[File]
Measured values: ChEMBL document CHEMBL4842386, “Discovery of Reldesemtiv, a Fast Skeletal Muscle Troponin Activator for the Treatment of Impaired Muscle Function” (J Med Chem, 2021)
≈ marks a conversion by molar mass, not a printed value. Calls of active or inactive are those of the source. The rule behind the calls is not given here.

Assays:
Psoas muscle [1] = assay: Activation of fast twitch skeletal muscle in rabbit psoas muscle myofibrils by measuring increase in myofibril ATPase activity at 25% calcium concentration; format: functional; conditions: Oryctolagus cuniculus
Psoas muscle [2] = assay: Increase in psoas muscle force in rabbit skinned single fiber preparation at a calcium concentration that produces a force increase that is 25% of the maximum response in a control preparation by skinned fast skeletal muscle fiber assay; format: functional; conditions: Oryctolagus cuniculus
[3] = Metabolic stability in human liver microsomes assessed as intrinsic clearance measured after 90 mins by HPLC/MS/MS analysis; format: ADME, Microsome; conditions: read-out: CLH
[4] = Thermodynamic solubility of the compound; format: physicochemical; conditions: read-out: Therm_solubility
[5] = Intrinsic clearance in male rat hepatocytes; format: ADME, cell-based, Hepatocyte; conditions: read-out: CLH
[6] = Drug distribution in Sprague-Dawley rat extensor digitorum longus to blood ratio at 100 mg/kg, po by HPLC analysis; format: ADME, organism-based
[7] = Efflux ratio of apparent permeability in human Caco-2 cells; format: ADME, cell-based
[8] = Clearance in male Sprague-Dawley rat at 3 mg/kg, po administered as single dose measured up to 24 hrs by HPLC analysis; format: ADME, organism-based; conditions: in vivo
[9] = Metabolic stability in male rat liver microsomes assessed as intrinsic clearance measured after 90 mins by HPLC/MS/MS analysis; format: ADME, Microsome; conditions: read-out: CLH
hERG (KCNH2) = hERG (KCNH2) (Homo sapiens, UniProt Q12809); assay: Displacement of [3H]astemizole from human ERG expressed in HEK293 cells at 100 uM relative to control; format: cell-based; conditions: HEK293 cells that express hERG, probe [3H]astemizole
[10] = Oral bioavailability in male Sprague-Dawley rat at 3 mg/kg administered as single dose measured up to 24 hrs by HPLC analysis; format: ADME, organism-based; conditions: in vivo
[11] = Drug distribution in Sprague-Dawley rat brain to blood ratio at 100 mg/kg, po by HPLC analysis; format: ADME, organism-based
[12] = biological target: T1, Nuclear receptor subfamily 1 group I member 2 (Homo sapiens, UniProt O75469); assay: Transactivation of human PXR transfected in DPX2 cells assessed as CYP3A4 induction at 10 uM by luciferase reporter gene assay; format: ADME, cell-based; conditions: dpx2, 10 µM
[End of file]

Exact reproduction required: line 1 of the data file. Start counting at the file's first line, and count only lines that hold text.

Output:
Measured values: ChEMBL document CHEMBL4842386, “Discovery of Reldesemtiv, a Fast Skeletal Muscle Troponin Activator for the Treatment of Impaired Muscle Function” (J Med Chem, 2021)